Distance learning and its effect on students

At Utah State University, 150,000 students have taken one of 500 online courses since USU created its first online class 25 years ago.

A U.S. News and World report also voted USU as Utah’s best online university in 2021, showing how USU’s online programs continue to grow and provide high-quality education.

Ever since many classes went online in March 2020, distance learning has become an increasingly-present situation USU students have to consider when planning their education.

Even as classes are meeting in person again, broadcast lectures and asynchronous assignments became commonplace for not only Aggies, but nearly every student across the U.S.

According to an article written by Dee Patel for Penn Today, researchers have found online learning during the pandemic hurt students’ learning unless the teacher used active learning techniques, in which cases the students’ had improved learning outcomes.

USU professors were required to quickly adapt their teaching styles and course material to fit the online classes’ structure introduced by the pandemic.

Shane Graham, who has been a professor at USU for more than 15 years, was on a sabbatical during the outbreak. He taught his first hybrid online class in March 2021.

“I could never be in one place,” Graham said. “I had to be looking at the chat to see if I had a comment. I had to keep an eye out for someone on Zoom. I always felt like I was being pulled in different directions. It was difficult. It was a real challenge.”

Although Graham was nervous about the first patch of his online students’ papers, he was surprised to find that the grade distribution of their papers wasn’t too different from his previous in-person classes.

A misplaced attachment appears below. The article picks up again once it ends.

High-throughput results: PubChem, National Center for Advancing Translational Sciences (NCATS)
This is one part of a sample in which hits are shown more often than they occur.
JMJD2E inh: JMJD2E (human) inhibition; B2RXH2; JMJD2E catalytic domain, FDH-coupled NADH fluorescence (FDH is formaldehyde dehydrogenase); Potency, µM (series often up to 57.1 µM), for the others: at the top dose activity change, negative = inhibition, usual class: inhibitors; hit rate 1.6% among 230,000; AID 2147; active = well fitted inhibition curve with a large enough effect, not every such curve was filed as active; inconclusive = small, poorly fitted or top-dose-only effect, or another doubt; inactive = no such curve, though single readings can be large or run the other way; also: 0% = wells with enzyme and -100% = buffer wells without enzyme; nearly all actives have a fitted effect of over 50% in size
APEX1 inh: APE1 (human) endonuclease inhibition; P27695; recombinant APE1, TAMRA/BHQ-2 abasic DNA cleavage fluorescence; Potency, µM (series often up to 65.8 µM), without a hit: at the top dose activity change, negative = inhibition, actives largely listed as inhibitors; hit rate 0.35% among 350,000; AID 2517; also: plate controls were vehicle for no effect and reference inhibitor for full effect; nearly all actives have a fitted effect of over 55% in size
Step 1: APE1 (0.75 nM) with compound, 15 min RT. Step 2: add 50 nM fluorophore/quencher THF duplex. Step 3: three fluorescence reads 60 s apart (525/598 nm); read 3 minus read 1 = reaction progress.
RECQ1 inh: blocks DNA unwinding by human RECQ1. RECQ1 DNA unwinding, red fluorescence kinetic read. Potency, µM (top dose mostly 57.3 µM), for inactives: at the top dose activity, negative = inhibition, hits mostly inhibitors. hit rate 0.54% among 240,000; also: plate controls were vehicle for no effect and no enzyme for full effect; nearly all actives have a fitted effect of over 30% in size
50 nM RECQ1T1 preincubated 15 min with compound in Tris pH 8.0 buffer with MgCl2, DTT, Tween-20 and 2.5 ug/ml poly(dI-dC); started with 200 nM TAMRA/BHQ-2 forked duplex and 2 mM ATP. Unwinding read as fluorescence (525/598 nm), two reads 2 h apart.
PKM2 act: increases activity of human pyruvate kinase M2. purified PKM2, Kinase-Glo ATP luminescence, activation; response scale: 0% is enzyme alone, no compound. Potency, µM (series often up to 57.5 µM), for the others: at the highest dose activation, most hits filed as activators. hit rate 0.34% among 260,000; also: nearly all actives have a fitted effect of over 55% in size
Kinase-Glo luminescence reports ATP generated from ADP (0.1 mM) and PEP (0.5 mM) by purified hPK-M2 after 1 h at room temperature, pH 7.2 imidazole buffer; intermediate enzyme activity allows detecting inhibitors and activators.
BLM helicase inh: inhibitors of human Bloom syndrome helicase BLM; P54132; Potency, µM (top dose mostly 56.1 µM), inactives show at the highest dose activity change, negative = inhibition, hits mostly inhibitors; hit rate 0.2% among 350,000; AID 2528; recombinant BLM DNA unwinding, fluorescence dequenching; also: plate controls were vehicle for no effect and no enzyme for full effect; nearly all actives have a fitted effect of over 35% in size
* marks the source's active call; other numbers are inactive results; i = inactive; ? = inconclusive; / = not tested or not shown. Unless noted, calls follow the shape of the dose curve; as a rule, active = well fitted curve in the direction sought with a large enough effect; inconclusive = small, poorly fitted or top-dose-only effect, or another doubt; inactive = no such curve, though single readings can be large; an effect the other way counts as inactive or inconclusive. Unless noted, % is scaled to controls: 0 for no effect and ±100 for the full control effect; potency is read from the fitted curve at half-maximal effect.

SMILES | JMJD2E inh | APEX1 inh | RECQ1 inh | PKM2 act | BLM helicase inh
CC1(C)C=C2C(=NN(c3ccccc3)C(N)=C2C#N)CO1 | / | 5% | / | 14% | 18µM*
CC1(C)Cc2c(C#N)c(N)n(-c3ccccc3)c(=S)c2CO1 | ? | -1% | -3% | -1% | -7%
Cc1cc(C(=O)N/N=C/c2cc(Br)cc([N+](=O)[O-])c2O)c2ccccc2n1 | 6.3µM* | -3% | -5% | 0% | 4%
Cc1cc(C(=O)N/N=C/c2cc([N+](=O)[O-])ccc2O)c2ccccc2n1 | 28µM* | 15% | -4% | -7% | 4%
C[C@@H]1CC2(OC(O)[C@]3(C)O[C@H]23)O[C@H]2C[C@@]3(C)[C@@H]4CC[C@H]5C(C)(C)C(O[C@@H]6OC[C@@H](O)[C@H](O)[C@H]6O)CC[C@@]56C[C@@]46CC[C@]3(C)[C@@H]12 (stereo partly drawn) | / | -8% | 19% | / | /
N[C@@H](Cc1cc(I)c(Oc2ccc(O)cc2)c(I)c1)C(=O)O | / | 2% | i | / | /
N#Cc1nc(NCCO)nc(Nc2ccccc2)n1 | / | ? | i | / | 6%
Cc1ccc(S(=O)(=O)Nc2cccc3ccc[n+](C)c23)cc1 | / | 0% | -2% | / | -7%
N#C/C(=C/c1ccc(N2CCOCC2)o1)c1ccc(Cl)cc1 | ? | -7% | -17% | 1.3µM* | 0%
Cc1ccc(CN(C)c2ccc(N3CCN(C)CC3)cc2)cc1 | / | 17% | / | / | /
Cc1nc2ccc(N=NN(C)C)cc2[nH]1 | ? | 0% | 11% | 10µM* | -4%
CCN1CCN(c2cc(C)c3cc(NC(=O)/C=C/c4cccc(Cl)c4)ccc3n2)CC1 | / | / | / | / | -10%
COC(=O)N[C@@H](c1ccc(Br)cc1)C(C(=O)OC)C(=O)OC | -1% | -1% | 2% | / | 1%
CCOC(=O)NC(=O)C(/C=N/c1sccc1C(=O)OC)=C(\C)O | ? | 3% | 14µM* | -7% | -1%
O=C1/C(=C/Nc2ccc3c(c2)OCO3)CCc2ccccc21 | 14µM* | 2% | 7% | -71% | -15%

He went on to applaud his students for their motivation even through virtual learning.

“I’ve been impressed with the resilience of my students. I think a lot of them are struggling with anxiety and depression, but they’re persevering and turning in good work,” Graham said. “I’ve been pleasantly surprised.”

And although it may be a struggle for some, there are students who enjoy online classes.

Todd Newbold, a USU student enrolled in both online and in-person classes, said online classes make scheduling easier for students.

“You can do classes whenever your schedule allows you. So, if you work, you can plan around that, which is very convenient because you can do it whenever you want,” Newbold said.

He also said pace is another factor to his virtual success. If a class is easier then it’s always an option to work ahead and focus on harder classes.

However, Newbold said online learning can be less effective for some students.

“You learn a little bit more material maybe when you’re in class versus online. But I don’t see my grades change from being in person versus online,” he said. “I think it’s different for each person.”

Currently, classes at USU vary in format.

Some classes meet exclusively in classrooms on campus while others stick to online video chats. The university has left the decision up to each professor.

Students who do meet on campus are encouraged to wear masks while indoors, sanitize their hands often and maintain social distancing so students can continue to meet in the classroom.

Additionally, most classes provide online conferencing options for students who don’t feel well and can’t attend class to help keep all students healthy.

Depending on the course and the students’ needs, some classes also have options for students to attend via video conferencing even if they aren’t sick if they’d be more comfortable learning from home.

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Distance learning and its effect on students

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